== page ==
Bolsonaro Vows to Destroy Marxism in Brazilian Universities

Salão Verde Entrevista Dep. Jair Bolsonaro fala sobre comissao da verdade Foto: janine Moraes 05.05.2010

 Firebrand President of Brazil Jair Bolsonaro has vowed to fight “Marxist rubbish” in universities.

Not too long ago, Bolsonaro tweeted his desire to use his administrative power to rid Brazilian universities of Marxist influence and bring quality standards to Brazil’s educational system.

Brazilian institutions of higher learning have left a lot to be desired in international rankings. For that reason, Bolsonaro has taken it upon himself to clean house in the Ivory Tower.

Marxist influence in Brazilian culture was also criticized by Ernesto Araújo, Brazil’s Minister of Foreign Affairs. Araújo noted that “cultural Marxism directed from within a seemingly liberal and democratic system, achieved through corruption, intimidation, and thought control” took place during the previous Workers’ Party (PT) administration of Lula da Silva and Dilma Rouseff.

After a decade of political scandals and economic malfeasances, Brazilian voters got fed up with the Workers’ Party and their corruption. Consequently, Jair Bolsonaro threw his hat in the ring as a bold, reform candidate that was willing to challenge the Brazilian status quo. Throughout his presidential campaign, Bolsonaro presented himself as a political maverick that would bring order to the country and make Brazil live up to its hype as an emerging power.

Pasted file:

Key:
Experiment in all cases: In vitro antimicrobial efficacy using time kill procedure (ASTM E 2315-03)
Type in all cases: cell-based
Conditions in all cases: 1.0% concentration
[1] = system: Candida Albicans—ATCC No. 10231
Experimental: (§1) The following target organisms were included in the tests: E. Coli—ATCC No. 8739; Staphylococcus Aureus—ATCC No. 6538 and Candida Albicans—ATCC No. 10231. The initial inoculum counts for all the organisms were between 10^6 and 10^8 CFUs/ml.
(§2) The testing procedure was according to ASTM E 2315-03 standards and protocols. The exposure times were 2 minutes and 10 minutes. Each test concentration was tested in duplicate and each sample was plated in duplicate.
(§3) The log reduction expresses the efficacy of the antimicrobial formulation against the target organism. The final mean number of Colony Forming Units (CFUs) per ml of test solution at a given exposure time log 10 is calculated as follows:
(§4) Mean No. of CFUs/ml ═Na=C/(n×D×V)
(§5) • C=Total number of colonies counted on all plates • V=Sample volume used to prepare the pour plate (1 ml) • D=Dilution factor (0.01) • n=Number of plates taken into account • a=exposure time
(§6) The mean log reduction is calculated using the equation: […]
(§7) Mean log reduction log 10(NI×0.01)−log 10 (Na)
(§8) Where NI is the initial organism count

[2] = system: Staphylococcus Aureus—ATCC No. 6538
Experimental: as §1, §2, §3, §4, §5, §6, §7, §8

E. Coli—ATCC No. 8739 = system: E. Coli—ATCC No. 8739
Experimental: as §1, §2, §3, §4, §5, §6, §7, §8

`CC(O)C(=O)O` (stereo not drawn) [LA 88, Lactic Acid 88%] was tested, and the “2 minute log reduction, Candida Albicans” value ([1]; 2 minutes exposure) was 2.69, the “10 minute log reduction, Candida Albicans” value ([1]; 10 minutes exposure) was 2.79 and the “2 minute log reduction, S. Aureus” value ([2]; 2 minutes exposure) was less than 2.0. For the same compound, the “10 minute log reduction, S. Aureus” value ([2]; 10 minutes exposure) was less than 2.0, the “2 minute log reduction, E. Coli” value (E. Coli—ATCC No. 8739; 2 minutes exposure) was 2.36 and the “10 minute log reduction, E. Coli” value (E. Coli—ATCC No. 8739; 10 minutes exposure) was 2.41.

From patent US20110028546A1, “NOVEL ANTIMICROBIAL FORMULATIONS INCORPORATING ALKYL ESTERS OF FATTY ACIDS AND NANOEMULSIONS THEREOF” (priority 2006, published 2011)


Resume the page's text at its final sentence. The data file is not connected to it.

On October 28, 2018, Bolsonaro won resoundingly against Fernando Haddad, securing 55% of the vote.

Two weeks after assuming office, Bolsonaro hit the ground running by signing an executive order that removed the police’s discretionary role in determining civilian’s requests to purchase firearms.

At his side, Bolsonaro has Chicago School-trained economist Paulo Guedes as an economic advisor. Guedes expressed his intent to privatize a host of state-owned industries and overhaul Brazil’s burdensome tax code.

Bolsonaro’s campaign to stamp out Marxism in universities and reform the Brazilian economy is part of a multi-pronged cultural and policy approach to get Brazil back on track.

Ideally, the government’s role should be phased out of education, but Bolsonaro’s measures are a step in the right direction.

Bolsonaro’s election was undoubtedly one the biggest political earthquakes in recent Latin American history.

If Bolsonaro follows through with his plan to defeat cultural Marxism and liberate the Brazilian economy from state control, Brazil will be well on its way to becoming a world power.

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